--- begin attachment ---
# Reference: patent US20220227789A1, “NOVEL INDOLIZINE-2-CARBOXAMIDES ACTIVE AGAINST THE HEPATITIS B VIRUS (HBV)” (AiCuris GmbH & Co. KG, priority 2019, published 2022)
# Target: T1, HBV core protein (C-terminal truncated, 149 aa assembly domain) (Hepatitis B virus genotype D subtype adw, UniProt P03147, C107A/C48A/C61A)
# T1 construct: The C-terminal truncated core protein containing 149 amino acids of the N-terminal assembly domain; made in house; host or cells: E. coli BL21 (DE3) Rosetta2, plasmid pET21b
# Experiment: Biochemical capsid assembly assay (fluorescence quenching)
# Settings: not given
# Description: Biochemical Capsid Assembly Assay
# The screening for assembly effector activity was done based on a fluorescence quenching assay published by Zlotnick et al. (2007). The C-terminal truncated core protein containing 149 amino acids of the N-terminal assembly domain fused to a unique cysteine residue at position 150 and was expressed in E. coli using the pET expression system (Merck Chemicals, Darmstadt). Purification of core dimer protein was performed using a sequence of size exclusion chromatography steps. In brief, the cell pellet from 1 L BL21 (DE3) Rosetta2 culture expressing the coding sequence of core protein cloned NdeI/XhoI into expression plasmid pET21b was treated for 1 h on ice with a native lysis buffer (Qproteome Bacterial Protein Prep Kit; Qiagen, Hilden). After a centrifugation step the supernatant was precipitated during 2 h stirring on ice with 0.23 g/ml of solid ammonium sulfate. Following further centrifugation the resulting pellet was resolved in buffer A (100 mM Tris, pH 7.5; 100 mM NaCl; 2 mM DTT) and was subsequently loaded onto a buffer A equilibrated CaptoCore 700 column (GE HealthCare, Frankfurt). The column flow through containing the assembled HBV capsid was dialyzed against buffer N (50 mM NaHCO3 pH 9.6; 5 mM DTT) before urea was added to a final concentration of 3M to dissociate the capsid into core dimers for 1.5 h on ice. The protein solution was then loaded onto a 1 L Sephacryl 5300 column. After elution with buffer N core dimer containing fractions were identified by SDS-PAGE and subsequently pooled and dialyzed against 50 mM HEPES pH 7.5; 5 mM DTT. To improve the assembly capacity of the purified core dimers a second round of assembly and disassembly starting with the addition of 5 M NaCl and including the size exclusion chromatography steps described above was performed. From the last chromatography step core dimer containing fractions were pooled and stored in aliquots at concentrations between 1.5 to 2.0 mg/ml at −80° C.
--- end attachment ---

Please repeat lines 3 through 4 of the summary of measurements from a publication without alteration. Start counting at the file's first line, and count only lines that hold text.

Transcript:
# T1 construct: The C-terminal truncated core protein containing 149 amino acids of the N-terminal assembly domain; made in house; host or cells: E. coli BL21 (DE3) Rosetta2, plasmid pET21b
# Experiment: Biochemical capsid assembly assay (fluorescence quenching)